Tag Archives: nature

2520. A lesson in ornithology

What a thrill it was when a pair of pigeons began creating a nest on the ledge right outside Jackson’s window. It had one disadvantage: he could watch the progress over the coming weeks, but the weather was getting warmer and he didn’t want to frighten the pigeons by opening the window. Jackson could have reached out and touched them they were so close.

Jackson kept a detail account of progress in a notebook. They seemed to have created some sort of nest but no egg had appeared. And then wonder of wonders! The first egg appeared! A second egg appeared about a day later. The eggs were white. Both parents took turns sitting on the eggs, but the female did most of the sitting.

After 18 days of incubation two squabs hatched. The parents began feeding them. They grew quickly. After two weeks feathers began to grow. At three weeks they were fully feathered. On the 28th day they were fully grown and ready to leave the nest, but before they did Jackson gently opened the window.

He used an old recipe that was his grandmother’s.

2424.  Hopping mad

Evelyne: Good morning class. Today we are going on a nature study walk. I want you to listen very carefully to what I say about every insect, bird, and plant that we see. When we get back to the classroom we will together make a list of names of the things we have seen – this will be a help with the spelling too. Once we have a list I want you to write a description of each thing that you saw. Perhaps you might even want to draw a picture. So we do this as soon as we get back. So let’s go!

Evelyne: Oh look children! Here’s a grasshopper. I wasn’t expecting to see something like this so soon. Danny and Jack down the back, pay attention. If you’re not going to listen you can go back to the classroom. This, as I said is a grasshopper. It is… yes Abram, what is it?

Abram: Excuse me Miss, but that’s a cicada. There are many differences between cicadas and Orthopterans, but the easiest way to tell them apart is Orthopterans have huge hind legs. So this is a cicada not a grasshopper.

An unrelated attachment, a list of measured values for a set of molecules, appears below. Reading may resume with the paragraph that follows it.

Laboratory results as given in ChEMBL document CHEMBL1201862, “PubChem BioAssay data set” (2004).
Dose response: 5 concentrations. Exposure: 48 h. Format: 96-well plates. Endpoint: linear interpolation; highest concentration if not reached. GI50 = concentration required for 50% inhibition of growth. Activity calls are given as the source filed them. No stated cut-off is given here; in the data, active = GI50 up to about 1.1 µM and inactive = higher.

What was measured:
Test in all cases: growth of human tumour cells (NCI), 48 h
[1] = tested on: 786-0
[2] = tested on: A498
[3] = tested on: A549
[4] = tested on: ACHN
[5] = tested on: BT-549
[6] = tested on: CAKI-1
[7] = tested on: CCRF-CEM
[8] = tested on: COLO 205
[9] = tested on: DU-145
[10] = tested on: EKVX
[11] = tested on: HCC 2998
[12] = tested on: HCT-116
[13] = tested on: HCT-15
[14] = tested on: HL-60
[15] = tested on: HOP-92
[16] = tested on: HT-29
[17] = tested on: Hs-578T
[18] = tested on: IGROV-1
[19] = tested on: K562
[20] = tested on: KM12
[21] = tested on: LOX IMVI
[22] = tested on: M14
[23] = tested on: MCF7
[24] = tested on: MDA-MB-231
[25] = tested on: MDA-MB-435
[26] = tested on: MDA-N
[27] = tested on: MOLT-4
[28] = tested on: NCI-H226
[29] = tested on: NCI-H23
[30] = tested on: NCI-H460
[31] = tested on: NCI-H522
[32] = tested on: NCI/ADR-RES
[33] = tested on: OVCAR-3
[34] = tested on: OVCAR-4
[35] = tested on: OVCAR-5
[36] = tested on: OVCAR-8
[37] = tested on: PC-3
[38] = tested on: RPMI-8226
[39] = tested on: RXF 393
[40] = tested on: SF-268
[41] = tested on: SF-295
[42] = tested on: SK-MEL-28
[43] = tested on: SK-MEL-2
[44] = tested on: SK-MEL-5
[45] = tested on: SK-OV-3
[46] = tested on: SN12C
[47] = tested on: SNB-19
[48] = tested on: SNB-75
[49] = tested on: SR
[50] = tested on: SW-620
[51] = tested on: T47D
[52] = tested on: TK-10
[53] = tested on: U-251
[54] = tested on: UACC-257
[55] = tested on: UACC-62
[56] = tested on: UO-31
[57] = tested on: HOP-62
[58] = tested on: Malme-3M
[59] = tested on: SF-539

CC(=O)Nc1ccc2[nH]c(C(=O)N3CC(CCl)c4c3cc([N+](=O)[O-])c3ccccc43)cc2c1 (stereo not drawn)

Evelyne: Very good Abram. You obviously know your insects. This, children, is a weed called pink shamrock. We sometimes call it sourgrass because if you eat it it’s very sour. Here children, each of you can take a stem and if you bite into it, it will be sour.

Abram: It’s also called oxalis. We have to be careful Miss because you never know if the oxalis has been sprayed with Hydrocotyle weedkiller. So we should think twice before eating it, at least that’s what my father says.

Evelyne: Very good, Abram. Now here children right on the branch over there is a common house sparrow.

Abram: That’s not a house sparrow, Miss. That’s a hedge sparrow. They look a bit the same but the house sparrow is not as dainty as the hedge sparrow. It’s also called a Dunnock.

Evelyne: Thank you, Abram. Well, class, I think it’s time to go back to the classroom now and get out your Arithmetic books straightaway.

2180. The call of Nature

It was four in the morning. John lay awake in his cosy bed. He normally didn’t wake at that hour. He needed to go to the bathroom.

But the bed was cosy and warm.

I’ll go to the bathroom in a minute, he thought.

In a minute.

Just another minute.

He turned over. Who doesn’t know the call of Nature and the call of staying put in a cosy bed on a cold morning?

I’ll go to the bathroom in a minute.

In a minute.

Just another minute.

At last he could wait no longer. He rose.

One can’t know the future except in a story: John’s procrastination had given the thief enough time to leave the house. Sure, there were a few things missing from the kitchen, but at least he wasn’t murdered by a hit over the head with the frying pan – as initially intended.

1837. Mother Thrush’s baby, Guzzle-Beak

“Now, now, Guzzle-Beak,” said Mother Thrush to her baby in the nest. “You must learn not to complain about your food. It doesn’t matter if you find a bit of lettuce in your caterpillar. Just quietly eat it and things will be fine. It won’t kill you.”

“Look at what happened to your brothers and sisters. There were five of you at the start, and they complained about the food. Next thing, they disappeared. It’s a nasty world out there and we must learn to be grateful for small mercies.”

“Your father and I have worn ourselves to a frazzle finding food for you. So a bit of appreciation wouldn’t go amiss. Taking a positive attitude to things will see you right in life. You’ll go places.”

Just then a hawk swooped down from nowhere, grabbed Guzzle-Beak in its talons, and flew off.

“Oh well,” sighed Mother Thrush eating the caterpillar she had brought for her baby and spitting out the bit of lettuce that was mixed in, “Mr. Thrush and I shall start a second clutch tomorrow.”